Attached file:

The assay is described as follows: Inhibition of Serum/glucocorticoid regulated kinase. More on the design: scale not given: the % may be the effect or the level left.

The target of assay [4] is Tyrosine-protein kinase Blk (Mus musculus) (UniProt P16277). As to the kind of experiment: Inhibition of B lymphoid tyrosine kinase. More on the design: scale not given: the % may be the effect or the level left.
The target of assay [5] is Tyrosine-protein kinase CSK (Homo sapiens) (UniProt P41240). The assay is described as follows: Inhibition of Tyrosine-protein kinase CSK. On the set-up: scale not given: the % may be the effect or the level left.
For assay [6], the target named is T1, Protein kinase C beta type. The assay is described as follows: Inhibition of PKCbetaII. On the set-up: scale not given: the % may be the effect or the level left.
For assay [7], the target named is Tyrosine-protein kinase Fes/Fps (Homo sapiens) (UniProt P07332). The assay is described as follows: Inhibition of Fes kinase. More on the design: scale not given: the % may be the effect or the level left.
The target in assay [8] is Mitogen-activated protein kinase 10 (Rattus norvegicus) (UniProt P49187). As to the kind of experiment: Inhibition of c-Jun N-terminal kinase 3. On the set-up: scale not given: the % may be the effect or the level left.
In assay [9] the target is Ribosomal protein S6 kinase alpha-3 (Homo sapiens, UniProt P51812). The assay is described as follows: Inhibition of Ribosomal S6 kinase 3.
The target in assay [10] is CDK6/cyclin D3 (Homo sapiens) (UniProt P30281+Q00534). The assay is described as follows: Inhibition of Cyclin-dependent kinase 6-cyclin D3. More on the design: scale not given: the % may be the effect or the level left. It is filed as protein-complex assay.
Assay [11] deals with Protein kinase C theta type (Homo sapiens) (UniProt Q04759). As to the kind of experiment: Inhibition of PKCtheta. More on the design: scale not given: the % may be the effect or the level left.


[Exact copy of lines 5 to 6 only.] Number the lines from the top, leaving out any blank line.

For assay [7], the target named is Tyrosine-protein kinase Fes/Fps (Homo sapiens) (UniProt P07332). The assay is described as follows: Inhibition of Fes kinase. More on the design: scale not given: the % may be the effect or the level left.
The target in assay [8] is Mitogen-activated protein kinase 10 (Rattus norvegicus) (UniProt P49187). As to the kind of experiment: Inhibition of c-Jun N-terminal kinase 3. On the set-up: scale not given: the % may be the effect or the level left.